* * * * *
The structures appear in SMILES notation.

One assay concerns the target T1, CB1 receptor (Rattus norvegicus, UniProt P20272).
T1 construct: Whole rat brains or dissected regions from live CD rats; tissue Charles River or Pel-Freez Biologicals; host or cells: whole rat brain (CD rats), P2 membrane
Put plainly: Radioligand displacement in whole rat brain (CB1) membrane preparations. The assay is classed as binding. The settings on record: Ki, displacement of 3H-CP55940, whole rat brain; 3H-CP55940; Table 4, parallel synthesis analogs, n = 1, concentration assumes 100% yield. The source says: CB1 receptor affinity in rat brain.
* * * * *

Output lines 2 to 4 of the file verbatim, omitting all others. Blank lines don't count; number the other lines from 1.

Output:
One assay concerns the target T1, CB1 receptor (Rattus norvegicus, UniProt P20272).
T1 construct: Whole rat brains or dissected regions from live CD rats; tissue Charles River or Pel-Freez Biologicals; host or cells: whole rat brain (CD rats), P2 membrane
Put plainly: Radioligand displacement in whole rat brain (CB1) membrane preparations. The assay is classed as binding. The settings on record: Ki, displacement of 3H-CP55940, whole rat brain; 3H-CP55940; Table 4, parallel synthesis analogs, n = 1, concentration assumes 100% yield. The source says: CB1 receptor affinity in rat brain.